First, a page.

Proceedings of the International Conference on Advances in Computer Entertainment Technology, ACE 2009, Athens, Greece, October 29-31, 2009; 01/2009
[Show abstract][Hide abstract] ABSTRACT: The paper illustrates the result of an extensive project which has brought to the creation of a vast repository of information of historical interest related to the evolution across history of the town of Trento, in the Italian Alps. The project has brought to the creation of a single point of access to a large set of data such as 3D models, documents, pictures and videos related to the evolution of the town and it has made them available in an interactive form through the use of a popular Geobrowser. Users can navigate the territory across space and time and interact with the system to explore a very large set of documents and information that help them understand how the city has evolved. The resulting application has been accessed by more than two thousand people during an exposition which has lasted for a month and it has been regarded as an essential didactical tool. The work represents a relevant example of how applications originally designed to access geographical information can be adopted, with a different perspective, as effective educational media. Besides being a gateway to information available on a territorial scale the system in fact allowed the superimposition of ancient and modern urban context helping to reduce the gap between ancient and modern urban context whose evolution represents the historical identity of a city.
Proceedings of the Third International Conference on Digital Interactive Media in Entertainment and Arts, DIMEA 2008, 10-12 September 2008, Athens, Greece; 01/2008
[Show abstract][Hide abstract] ABSTRACT: This paper illustrates the results of the DentroTrento project which promotes historical, artistic and cultural heritage in the area of Trentino through the use of Virtual Reality technologies. The project's goal was to implement an user friendly system which could be used by visitors of an archeological site thus fostering a process of cultural enrichment. The importance of the project, commissioned by the authority for Cultural Heritage, partially resides in the peculiarity of the site's premises, located below a square in Trento among the theatre's foundations. The interface developed allows users speaking different languages to share simultaneously the experience of virtual tour across time.
Proceedings of the working conference on Advanced visual interfaces, AVI 2006, Venezia, Italy, May 23-26, 2006; 01/2006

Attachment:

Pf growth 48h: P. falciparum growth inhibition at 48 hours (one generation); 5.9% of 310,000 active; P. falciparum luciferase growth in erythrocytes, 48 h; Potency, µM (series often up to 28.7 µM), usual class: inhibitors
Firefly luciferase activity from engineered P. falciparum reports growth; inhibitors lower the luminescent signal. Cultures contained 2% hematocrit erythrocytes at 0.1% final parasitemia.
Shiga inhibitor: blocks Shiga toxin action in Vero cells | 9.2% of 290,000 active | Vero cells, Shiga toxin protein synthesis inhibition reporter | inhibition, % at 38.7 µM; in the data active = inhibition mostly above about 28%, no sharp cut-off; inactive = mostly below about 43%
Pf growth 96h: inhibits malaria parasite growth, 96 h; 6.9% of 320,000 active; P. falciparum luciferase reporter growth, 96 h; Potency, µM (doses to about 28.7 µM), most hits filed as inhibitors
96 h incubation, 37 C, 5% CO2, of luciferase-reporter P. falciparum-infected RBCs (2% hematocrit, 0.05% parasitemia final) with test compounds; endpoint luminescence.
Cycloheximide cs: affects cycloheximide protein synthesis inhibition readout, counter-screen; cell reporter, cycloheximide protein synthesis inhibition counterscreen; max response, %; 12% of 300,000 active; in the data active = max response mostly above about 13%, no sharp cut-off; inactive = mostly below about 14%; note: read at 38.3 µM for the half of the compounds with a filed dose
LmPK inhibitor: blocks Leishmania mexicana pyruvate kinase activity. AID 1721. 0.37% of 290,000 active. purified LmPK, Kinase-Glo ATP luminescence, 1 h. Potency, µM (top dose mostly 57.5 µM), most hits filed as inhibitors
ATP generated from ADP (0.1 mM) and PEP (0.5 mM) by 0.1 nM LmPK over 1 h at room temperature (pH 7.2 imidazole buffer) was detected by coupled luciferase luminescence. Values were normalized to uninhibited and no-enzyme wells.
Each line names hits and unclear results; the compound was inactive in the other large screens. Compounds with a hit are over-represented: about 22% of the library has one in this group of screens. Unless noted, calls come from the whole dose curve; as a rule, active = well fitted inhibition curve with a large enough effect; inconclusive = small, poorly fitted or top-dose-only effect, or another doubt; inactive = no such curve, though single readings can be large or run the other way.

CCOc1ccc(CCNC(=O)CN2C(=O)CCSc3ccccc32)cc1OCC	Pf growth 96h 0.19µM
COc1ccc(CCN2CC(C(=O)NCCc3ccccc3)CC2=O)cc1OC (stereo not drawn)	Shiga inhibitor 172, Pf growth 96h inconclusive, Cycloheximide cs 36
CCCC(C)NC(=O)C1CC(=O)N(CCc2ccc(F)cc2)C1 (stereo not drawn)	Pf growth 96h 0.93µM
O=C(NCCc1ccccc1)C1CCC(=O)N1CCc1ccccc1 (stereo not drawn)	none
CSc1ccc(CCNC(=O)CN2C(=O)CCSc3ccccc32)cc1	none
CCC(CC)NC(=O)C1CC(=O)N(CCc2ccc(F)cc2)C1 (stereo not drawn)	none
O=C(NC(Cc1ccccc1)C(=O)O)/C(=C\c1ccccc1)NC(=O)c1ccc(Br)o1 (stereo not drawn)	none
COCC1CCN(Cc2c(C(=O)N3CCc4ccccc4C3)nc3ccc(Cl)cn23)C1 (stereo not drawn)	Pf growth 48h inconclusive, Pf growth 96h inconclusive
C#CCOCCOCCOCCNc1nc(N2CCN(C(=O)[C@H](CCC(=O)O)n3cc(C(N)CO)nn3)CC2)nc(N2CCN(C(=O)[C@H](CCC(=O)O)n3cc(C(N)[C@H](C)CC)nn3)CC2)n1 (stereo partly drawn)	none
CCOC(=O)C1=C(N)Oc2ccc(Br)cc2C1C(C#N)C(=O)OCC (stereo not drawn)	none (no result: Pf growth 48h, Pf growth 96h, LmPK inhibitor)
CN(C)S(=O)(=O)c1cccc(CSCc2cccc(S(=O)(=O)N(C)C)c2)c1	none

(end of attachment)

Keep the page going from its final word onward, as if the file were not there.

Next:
[Show abstract][Hide abstract] ABSTRACT: Continuous technological advances in surveying, computing and digital-content delivery are strongly contributing to a change in the way Cultural Heritage is "perceived": new tools and methodologies for documentation, reconstruction and research are being created to assist not only scholars, but also to reach more potential users (e.g. students and tourists) willing to access more detailed information about art history and archaeology. 3D computer-simulated models, sometimes set in virtual landscapes, offer for example the chance to explore possible hypothetical reconstructions, while on-line GIS resources can help interactive analyses of relationships and change over space and time. While for some research purposes a traditional 2D approach may suffice, this is not the case for more complex analyses concerning spatial and temporal features of architecture, like for example the relationship of architecture and landscape, visibility studies etc. The project aims therefore at creating a tool, called "QueryArch3D" tool, which enables the web-based visualisation and queries of an interactive, multi-resolution 3D model in the framework of Cultural Heritage. More specifically, a complete Maya archaeological site, located in Copan (Honduras), has been chosen as case study to test and demonstrate the platform's capabilities. Much of the site has been surveyed and modelled at different levels of detail (LoD) and the geometric model has been semantically segmented and integrated with attribute data gathered from several external data sources. The paper describes the characteristics of the research work, along with its implementation issues and the initial results of the developed prototype. a) b) c) d) Figure 1: Different reality-based 3D models of the Maya archaeological finds and structures at Copan (a,b,c) and the web-based visualisation of the landscape and archaeological area for virtual interaction, archaeological analyses and e-learning applications.